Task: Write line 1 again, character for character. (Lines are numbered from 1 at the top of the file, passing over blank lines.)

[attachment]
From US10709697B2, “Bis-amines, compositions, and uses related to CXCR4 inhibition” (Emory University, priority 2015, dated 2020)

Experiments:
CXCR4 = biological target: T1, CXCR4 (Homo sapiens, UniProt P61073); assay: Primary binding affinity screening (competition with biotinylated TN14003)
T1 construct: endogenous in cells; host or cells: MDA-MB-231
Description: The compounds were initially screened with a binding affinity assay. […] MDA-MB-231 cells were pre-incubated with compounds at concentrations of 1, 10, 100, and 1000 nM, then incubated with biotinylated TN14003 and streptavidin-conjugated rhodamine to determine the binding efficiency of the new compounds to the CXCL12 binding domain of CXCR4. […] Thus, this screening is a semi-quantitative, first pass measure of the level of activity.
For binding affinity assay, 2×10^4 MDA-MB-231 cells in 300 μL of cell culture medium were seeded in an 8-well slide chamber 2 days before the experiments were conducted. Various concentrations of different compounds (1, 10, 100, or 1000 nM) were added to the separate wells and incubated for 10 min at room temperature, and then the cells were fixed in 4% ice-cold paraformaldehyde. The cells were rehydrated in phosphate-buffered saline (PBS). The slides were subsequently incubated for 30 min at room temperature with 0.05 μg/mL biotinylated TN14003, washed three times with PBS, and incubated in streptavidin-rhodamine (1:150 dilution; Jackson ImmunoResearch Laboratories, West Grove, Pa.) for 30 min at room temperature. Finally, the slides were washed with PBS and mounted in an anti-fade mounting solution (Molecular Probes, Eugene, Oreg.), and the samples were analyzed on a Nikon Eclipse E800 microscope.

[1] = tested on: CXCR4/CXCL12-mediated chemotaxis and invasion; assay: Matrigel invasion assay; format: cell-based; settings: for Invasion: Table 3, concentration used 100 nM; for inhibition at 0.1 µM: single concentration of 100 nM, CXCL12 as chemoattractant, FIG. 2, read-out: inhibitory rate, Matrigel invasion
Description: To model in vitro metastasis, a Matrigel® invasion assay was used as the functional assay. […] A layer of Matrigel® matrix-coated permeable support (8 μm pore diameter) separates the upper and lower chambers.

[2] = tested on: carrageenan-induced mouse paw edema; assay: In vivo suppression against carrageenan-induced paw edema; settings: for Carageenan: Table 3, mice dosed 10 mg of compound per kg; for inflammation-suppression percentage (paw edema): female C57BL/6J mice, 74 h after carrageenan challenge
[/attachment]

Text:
From US10709697B2, “Bis-amines, compositions, and uses related to CXCR4 inhibition” (Emory University, priority 2015, dated 2020)